• Changes in the response of your car when brakes are applied

If you notice any changes in how your car reacts when you apply your brakes, this can be a sign that your brakes need checking or replacing. If your car pulls to one side, excessively vibrates, or you notice a reduction in the responsiveness of your brakes, it may be time to get them checked by a mechanic.



The interior of the car is often a major selling point, should you wish to resell the car later. For this reason, it’s important to keep the interior clean and tidy.

If you are looking to maintain the value of a car, it may be a good idea to avoid  activities that may cause damage to the interior, such as smoking or eating and drinking items that can lead to stains if spilled. Accidents happen and they can be costly to the perception of a car and the sell-on price!


Fluid refers to a vast array of liquids that help keep your car running. They include coolant, power steering fluid, transmission fluid, windshield wiper fluid, brake fluid and other fluids.

Ideally, you should check these fluids regularly to ensure they are well above the required levels, and to keep your car functioning perfectly.

When changing windshield wiper fluid, it is important to buy dedicated fluid if you can rather than using water. Proper fluid has a lower freezing temperature than water, which can prove pivotal in the cold winter months (when water can freeze), meaning it won’t work and may potentially cause damage.


Your lights are relatively easy to check, and really important. Failure to have the correct lights working can land you with a fine, as well as points on your license.

You can check your own lights, but it is often easier to get someone to help you. Make sure you check all your lights, including the taillights, reverse lights, brake lights and turn signals.

Windshield wipers

Replacing your broken windshield wipers is often the least costly servicing that your car requires – you should replace your blades once a year. Similarly, you should ensure that your windscreen wipers are adequately clearing your windscreen of any liquid – this is one of the most common reasons for cars failing their MOTs so should not be taken lightly!

Cleaning your windscreen wipers can help to remove any dirt that may be preventing the adequate removal of liquid and help to prolong the life of your wipers.

Car servicing tips

Is car servicing necessary?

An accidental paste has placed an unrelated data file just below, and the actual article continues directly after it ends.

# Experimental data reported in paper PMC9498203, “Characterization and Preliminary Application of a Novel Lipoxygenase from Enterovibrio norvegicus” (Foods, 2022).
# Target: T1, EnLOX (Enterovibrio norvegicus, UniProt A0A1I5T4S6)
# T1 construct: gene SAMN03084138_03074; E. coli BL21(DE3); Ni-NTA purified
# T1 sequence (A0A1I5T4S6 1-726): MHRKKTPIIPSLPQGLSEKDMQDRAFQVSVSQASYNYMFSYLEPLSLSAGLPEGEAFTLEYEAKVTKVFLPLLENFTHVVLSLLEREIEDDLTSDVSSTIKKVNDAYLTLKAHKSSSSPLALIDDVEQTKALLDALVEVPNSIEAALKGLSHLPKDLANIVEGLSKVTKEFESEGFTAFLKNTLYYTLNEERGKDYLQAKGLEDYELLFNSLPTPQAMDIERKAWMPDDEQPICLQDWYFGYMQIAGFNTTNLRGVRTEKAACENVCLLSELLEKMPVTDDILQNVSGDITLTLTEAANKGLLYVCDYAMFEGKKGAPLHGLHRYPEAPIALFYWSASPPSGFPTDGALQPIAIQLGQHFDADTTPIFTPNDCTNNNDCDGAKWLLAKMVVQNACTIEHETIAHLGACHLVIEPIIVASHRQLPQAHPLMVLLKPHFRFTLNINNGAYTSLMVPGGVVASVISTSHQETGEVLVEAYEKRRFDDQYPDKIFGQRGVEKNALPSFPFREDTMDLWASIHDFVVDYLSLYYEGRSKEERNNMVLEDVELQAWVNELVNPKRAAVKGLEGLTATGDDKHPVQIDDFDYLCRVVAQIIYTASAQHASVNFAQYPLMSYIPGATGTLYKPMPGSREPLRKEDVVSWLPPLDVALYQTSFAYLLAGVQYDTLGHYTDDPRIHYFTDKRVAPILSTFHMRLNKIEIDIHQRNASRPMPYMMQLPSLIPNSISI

Servicing a car can be expensive and you might wonder if it’s even worth it. We believe if you invest in the health of your car and keep it in good condition, you will likely save yourself an expensive repair down the line. According to The Telegraph, not changing something simple like oil filters may eventually lead to engine failure, costing you up to £20,000.

Keep an eye on the dashboard

Most modern cars will have some form of smart dashboard, which will tell you if there is a fault with the vehicle. The messages or warning lights can cover a wide range of topics, including issues with your brakes, engine, oil and other fluid levels, and even tyre pressure.

Keeping an eye on these messages will allow you to correct any issues that arise quickly, before they become bigger and more expensive to repair.

Depending on the warning light that is illuminated, this can indicate that the car should be checked at your next convenience, or that it requires immediate attention and should not be driven until the problem has been resolved. Your driver’s manual should be able to give more information on the potential causes of the dashboard lights and it is best to tackle any issues that arise as soon as possible.


Don’t ignore your service light

While many of us know from experience the service light going on does not necessarily indicate a major issue, it’s better to be safe than sorry. As soon as the light shows, it’s important to get your car checked. If a small issue develops into a larger one without your knowledge, it can be the difference between a few pounds and thousands.

Service your car regularly

Although getting your car regularly serviced can seem like an annoying cost, it can be vital in ensuring your car is running smoothly and identifying any potential issues before they turn into unsafe or expensive problems!

Similarly, if you notice anything about your vehicle that seems out of the ordinary, such as a change in handling, strange noises or smells, you should book your car in to be checked by a professional. Being proactive in your car maintenance can help to keep your vehicle running for as long as possible, as well as preserving the value of the car for future sale.

At Moneybarn, we provide car finance for people with bad credit. Why not get in touch? We’re happy to help!